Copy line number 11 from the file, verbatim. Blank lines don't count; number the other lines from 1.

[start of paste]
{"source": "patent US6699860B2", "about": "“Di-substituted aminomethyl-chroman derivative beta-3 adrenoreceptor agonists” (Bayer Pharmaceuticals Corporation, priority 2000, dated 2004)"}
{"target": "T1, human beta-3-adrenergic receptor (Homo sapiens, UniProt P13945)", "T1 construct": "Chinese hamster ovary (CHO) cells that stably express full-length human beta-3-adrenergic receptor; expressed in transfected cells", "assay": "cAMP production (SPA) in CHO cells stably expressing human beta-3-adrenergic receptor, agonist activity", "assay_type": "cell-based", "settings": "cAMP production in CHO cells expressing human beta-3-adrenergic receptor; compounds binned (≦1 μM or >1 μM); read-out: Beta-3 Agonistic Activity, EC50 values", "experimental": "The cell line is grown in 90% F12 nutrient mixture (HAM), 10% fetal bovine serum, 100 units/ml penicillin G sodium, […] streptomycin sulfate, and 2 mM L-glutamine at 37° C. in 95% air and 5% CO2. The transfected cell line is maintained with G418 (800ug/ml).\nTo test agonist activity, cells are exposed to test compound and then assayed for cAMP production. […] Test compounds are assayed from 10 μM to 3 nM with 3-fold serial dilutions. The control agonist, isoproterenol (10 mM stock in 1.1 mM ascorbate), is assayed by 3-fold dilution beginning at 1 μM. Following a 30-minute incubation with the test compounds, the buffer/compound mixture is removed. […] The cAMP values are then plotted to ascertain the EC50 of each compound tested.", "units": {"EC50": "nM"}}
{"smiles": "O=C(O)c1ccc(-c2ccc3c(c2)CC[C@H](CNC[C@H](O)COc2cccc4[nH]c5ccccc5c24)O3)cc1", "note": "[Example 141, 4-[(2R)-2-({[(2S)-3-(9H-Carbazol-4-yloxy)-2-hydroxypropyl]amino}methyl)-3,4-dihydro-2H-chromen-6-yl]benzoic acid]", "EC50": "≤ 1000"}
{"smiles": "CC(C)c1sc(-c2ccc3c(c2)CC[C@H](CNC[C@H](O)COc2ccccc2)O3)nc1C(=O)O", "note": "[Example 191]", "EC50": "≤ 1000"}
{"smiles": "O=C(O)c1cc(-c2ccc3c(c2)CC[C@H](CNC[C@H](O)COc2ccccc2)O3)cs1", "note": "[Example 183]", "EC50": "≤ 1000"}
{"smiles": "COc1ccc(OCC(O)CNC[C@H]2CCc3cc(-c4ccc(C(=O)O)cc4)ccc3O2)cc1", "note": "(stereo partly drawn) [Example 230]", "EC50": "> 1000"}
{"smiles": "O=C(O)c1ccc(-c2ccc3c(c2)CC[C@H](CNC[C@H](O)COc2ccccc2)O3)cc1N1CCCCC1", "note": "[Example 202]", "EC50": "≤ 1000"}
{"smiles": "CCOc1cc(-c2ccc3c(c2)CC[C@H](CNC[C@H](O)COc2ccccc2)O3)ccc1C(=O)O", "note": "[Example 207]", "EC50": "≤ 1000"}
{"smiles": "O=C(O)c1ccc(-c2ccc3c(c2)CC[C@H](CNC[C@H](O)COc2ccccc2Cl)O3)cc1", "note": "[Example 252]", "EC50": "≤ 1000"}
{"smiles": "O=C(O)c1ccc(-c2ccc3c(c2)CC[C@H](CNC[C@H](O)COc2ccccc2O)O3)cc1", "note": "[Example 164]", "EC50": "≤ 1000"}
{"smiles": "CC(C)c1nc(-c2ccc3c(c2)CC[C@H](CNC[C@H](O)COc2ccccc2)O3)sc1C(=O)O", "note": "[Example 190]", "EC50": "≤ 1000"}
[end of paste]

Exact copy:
{"smiles": "CC(C)c1nc(-c2ccc3c(c2)CC[C@H](CNC[C@H](O)COc2ccccc2)O3)sc1C(=O)O", "note": "[Example 190]", "EC50": "≤ 1000"}